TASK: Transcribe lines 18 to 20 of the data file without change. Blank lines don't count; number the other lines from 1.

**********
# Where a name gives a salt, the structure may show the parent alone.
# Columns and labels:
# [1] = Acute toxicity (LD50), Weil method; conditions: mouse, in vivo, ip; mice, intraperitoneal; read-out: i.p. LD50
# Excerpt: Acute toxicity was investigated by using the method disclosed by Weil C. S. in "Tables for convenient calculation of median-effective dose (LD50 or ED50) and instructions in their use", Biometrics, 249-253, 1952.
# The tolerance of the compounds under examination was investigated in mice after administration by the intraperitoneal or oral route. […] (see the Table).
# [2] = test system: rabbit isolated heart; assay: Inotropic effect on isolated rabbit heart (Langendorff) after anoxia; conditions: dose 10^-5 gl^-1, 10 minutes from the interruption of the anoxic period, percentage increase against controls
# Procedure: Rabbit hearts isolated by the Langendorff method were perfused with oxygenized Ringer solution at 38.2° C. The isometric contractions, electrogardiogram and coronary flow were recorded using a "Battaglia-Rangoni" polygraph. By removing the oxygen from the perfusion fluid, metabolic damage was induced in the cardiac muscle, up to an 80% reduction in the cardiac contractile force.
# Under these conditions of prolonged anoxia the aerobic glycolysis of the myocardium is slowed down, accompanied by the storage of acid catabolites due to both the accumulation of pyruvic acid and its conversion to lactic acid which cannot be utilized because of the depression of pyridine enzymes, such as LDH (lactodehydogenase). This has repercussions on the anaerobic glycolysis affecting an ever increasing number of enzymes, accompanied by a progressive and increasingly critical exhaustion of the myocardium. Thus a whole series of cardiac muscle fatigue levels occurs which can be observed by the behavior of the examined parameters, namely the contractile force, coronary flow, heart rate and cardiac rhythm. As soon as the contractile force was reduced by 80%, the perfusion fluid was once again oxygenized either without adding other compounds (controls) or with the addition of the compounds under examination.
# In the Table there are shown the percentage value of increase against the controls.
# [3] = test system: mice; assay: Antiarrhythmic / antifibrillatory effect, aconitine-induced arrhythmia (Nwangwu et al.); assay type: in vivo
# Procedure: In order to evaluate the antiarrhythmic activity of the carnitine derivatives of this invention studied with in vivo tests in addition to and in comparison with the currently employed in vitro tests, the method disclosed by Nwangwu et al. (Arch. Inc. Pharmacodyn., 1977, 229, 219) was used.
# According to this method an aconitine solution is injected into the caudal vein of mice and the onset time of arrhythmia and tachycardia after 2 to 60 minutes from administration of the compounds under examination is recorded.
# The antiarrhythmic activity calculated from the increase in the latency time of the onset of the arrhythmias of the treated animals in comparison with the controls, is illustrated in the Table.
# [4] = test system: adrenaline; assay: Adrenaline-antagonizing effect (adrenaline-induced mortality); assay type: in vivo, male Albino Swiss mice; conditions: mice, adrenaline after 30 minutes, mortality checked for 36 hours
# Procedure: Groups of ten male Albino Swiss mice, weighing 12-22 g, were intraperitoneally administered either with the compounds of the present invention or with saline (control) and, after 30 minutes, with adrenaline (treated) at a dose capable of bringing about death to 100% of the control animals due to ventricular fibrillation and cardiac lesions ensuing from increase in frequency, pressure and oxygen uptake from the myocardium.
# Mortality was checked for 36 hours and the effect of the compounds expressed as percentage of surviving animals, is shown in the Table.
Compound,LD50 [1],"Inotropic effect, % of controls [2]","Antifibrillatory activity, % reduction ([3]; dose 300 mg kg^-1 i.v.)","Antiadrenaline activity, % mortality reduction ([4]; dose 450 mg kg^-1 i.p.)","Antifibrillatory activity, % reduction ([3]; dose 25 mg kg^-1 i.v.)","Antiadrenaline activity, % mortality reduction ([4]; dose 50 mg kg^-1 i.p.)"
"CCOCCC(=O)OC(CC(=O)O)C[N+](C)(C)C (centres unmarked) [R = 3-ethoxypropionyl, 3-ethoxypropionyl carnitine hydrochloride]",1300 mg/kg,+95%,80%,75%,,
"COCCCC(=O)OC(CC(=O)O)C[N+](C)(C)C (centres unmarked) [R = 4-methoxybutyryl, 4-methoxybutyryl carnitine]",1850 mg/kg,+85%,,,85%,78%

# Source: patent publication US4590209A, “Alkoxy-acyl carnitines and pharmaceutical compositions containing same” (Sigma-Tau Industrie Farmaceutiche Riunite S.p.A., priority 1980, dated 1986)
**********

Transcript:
"CCOCCC(=O)OC(CC(=O)O)C[N+](C)(C)C (centres unmarked) [R = 3-ethoxypropionyl, 3-ethoxypropionyl carnitine hydrochloride]",1300 mg/kg,+95%,80%,75%,,
"COCCCC(=O)OC(CC(=O)O)C[N+](C)(C)C (centres unmarked) [R = 4-methoxybutyryl, 4-methoxybutyryl carnitine]",1850 mg/kg,+85%,,,85%,78%

# Source: patent publication US4590209A, “Alkoxy-acyl carnitines and pharmaceutical compositions containing same” (Sigma-Tau Industrie Farmaceutiche Riunite S.p.A., priority 1980, dated 1986)